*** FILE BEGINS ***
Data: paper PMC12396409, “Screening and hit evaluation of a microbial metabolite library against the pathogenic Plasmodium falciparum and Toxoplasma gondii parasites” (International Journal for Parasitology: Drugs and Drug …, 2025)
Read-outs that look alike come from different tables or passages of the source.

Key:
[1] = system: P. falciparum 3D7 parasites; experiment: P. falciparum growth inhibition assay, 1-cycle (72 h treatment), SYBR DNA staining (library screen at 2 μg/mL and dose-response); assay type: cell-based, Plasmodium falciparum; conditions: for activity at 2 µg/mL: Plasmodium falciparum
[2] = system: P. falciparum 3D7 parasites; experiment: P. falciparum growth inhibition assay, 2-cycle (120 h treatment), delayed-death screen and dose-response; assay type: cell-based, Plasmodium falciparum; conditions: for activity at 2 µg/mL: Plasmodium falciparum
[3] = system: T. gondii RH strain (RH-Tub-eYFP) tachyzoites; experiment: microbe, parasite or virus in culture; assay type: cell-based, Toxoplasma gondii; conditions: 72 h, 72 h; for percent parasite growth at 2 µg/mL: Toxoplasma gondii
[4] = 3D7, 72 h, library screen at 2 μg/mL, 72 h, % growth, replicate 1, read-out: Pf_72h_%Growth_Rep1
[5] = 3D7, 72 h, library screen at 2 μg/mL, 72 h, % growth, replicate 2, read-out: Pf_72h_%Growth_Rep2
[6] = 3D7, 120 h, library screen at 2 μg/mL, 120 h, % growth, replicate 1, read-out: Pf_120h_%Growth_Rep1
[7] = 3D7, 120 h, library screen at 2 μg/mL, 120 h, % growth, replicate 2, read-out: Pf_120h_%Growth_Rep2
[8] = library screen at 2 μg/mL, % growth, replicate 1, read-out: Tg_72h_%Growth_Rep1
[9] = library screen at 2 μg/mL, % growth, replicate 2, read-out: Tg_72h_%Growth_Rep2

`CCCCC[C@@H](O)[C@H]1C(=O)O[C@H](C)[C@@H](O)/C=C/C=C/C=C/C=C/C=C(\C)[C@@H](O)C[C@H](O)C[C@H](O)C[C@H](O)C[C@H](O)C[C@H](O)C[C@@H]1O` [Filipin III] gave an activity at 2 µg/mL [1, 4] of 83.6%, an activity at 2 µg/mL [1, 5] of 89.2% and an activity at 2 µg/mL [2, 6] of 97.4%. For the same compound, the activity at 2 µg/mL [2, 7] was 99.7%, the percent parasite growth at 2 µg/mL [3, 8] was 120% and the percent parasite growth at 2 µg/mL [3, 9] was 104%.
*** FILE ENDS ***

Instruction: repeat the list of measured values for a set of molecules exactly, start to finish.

Data: paper PMC12396409, “Screening and hit evaluation of a microbial metabolite library against the pathogenic Plasmodium falciparum and Toxoplasma gondii parasites” (International Journal for Parasitology: Drugs and Drug …, 2025)
Read-outs that look alike come from different tables or passages of the source.

Key:
[1] = system: P. falciparum 3D7 parasites; experiment: P. falciparum growth inhibition assay, 1-cycle (72 h treatment), SYBR DNA staining (library screen at 2 μg/mL and dose-response); assay type: cell-based, Plasmodium falciparum; conditions: for activity at 2 µg/mL: Plasmodium falciparum
[2] = system: P. falciparum 3D7 parasites; experiment: P. falciparum growth inhibition assay, 2-cycle (120 h treatment), delayed-death screen and dose-response; assay type: cell-based, Plasmodium falciparum; conditions: for activity at 2 µg/mL: Plasmodium falciparum
[3] = system: T. gondii RH strain (RH-Tub-eYFP) tachyzoites; experiment: microbe, parasite or virus in culture; assay type: cell-based, Toxoplasma gondii; conditions: 72 h, 72 h; for percent parasite growth at 2 µg/mL: Toxoplasma gondii
[4] = 3D7, 72 h, library screen at 2 μg/mL, 72 h, % growth, replicate 1, read-out: Pf_72h_%Growth_Rep1
[5] = 3D7, 72 h, library screen at 2 μg/mL, 72 h, % growth, replicate 2, read-out: Pf_72h_%Growth_Rep2
[6] = 3D7, 120 h, library screen at 2 μg/mL, 120 h, % growth, replicate 1, read-out: Pf_120h_%Growth_Rep1
[7] = 3D7, 120 h, library screen at 2 μg/mL, 120 h, % growth, replicate 2, read-out: Pf_120h_%Growth_Rep2
[8] = library screen at 2 μg/mL, % growth, replicate 1, read-out: Tg_72h_%Growth_Rep1
[9] = library screen at 2 μg/mL, % growth, replicate 2, read-out: Tg_72h_%Growth_Rep2

`CCCCC[C@@H](O)[C@H]1C(=O)O[C@H](C)[C@@H](O)/C=C/C=C/C=C/C=C/C=C(\C)[C@@H](O)C[C@H](O)C[C@H](O)C[C@H](O)C[C@H](O)C[C@H](O)C[C@@H]1O` [Filipin III] gave an activity at 2 µg/mL [1, 4] of 83.6%, an activity at 2 µg/mL [1, 5] of 89.2% and an activity at 2 µg/mL [2, 6] of 97.4%. For the same compound, the activity at 2 µg/mL [2, 7] was 99.7%, the percent parasite growth at 2 µg/mL [3, 8] was 120% and the percent parasite growth at 2 µg/mL [3, 9] was 104%.